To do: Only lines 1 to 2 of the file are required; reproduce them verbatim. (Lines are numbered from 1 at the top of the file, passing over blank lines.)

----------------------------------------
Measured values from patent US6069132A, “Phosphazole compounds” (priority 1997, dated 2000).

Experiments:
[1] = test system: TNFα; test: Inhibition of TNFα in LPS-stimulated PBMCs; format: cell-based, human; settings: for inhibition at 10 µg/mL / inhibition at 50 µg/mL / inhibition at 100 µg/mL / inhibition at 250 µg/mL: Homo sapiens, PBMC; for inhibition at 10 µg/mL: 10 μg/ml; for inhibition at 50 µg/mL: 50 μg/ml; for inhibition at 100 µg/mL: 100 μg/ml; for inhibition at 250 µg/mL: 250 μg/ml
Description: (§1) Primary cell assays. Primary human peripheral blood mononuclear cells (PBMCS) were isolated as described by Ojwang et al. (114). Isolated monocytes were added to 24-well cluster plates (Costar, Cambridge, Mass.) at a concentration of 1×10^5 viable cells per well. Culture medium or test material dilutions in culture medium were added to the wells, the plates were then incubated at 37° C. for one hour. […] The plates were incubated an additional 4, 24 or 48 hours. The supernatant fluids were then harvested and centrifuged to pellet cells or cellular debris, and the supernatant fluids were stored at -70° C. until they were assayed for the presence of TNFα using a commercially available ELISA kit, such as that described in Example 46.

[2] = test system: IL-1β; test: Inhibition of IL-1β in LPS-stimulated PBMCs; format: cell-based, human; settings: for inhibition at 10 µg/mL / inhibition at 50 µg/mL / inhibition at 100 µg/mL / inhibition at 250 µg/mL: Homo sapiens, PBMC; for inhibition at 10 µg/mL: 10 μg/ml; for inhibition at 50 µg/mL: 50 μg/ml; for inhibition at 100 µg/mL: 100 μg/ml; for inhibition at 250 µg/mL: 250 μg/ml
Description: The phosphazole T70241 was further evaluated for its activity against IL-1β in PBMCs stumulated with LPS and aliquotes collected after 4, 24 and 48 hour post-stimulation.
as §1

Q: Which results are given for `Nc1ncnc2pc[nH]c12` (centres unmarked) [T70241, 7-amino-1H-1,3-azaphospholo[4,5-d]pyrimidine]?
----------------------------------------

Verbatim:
Measured values from patent US6069132A, “Phosphazole compounds” (priority 1997, dated 2000).

Experiments: